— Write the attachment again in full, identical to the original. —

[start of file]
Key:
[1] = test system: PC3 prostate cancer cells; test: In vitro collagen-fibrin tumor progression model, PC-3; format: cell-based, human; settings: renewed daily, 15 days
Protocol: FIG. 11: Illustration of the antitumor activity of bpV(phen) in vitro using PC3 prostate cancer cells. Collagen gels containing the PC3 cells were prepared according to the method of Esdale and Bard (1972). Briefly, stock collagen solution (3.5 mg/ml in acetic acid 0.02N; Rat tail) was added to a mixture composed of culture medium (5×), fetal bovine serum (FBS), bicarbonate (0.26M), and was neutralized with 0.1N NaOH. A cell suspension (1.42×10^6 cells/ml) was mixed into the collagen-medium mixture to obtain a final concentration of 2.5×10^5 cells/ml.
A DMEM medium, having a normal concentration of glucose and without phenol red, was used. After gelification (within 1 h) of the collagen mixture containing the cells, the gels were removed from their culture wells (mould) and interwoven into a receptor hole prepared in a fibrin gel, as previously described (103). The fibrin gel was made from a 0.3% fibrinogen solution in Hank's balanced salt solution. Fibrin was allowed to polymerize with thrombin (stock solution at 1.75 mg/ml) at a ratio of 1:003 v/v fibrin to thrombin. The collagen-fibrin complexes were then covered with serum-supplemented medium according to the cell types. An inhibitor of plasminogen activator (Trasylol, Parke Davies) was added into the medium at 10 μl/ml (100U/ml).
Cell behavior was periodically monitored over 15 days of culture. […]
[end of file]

Key:
[1] = test system: PC3 prostate cancer cells; test: In vitro collagen-fibrin tumor progression model, PC-3; format: cell-based, human; settings: renewed daily, 15 days
Protocol: FIG. 11: Illustration of the antitumor activity of bpV(phen) in vitro using PC3 prostate cancer cells. Collagen gels containing the PC3 cells were prepared according to the method of Esdale and Bard (1972). Briefly, stock collagen solution (3.5 mg/ml in acetic acid 0.02N; Rat tail) was added to a mixture composed of culture medium (5×), fetal bovine serum (FBS), bicarbonate (0.26M), and was neutralized with 0.1N NaOH. A cell suspension (1.42×10^6 cells/ml) was mixed into the collagen-medium mixture to obtain a final concentration of 2.5×10^5 cells/ml.
A DMEM medium, having a normal concentration of glucose and without phenol red, was used. After gelification (within 1 h) of the collagen mixture containing the cells, the gels were removed from their culture wells (mould) and interwoven into a receptor hole prepared in a fibrin gel, as previously described (103). The fibrin gel was made from a 0.3% fibrinogen solution in Hank's balanced salt solution. Fibrin was allowed to polymerize with thrombin (stock solution at 1.75 mg/ml) at a ratio of 1:003 v/v fibrin to thrombin. The collagen-fibrin complexes were then covered with serum-supplemented medium according to the cell types. An inhibitor of plasminogen activator (Trasylol, Parke Davies) was added into the medium at 10 μl/ml (100U/ml).
Cell behavior was periodically monitored over 15 days of culture. […]